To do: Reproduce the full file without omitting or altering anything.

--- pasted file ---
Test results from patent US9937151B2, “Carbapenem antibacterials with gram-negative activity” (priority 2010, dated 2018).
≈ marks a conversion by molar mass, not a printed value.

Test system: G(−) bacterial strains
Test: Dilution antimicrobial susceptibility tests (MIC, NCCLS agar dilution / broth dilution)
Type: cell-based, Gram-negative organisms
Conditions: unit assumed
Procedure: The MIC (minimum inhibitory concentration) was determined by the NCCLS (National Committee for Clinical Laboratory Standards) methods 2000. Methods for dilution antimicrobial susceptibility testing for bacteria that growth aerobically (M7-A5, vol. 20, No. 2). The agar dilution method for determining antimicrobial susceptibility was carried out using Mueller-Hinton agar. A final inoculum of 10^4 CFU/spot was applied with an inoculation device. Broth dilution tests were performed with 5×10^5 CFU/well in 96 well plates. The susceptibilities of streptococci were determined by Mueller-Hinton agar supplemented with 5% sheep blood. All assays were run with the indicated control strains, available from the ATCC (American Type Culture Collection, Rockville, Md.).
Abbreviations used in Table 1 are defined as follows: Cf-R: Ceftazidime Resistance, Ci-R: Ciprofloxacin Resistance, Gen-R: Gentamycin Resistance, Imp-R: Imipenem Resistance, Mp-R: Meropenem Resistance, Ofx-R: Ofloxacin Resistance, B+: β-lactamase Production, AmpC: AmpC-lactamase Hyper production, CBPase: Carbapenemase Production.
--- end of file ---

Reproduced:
Test results from patent US9937151B2, “Carbapenem antibacterials with gram-negative activity” (priority 2010, dated 2018).
≈ marks a conversion by molar mass, not a printed value.

Test system: G(−) bacterial strains
Test: Dilution antimicrobial susceptibility tests (MIC, NCCLS agar dilution / broth dilution)
Type: cell-based, Gram-negative organisms
Conditions: unit assumed
Procedure: The MIC (minimum inhibitory concentration) was determined by the NCCLS (National Committee for Clinical Laboratory Standards) methods 2000. Methods for dilution antimicrobial susceptibility testing for bacteria that growth aerobically (M7-A5, vol. 20, No. 2). The agar dilution method for determining antimicrobial susceptibility was carried out using Mueller-Hinton agar. A final inoculum of 10^4 CFU/spot was applied with an inoculation device. Broth dilution tests were performed with 5×10^5 CFU/well in 96 well plates. The susceptibilities of streptococci were determined by Mueller-Hinton agar supplemented with 5% sheep blood. All assays were run with the indicated control strains, available from the ATCC (American Type Culture Collection, Rockville, Md.).
Abbreviations used in Table 1 are defined as follows: Cf-R: Ceftazidime Resistance, Ci-R: Ciprofloxacin Resistance, Gen-R: Gentamycin Resistance, Imp-R: Imipenem Resistance, Mp-R: Meropenem Resistance, Ofx-R: Ofloxacin Resistance, B+: β-lactamase Production, AmpC: AmpC-lactamase Hyper production, CBPase: Carbapenemase Production.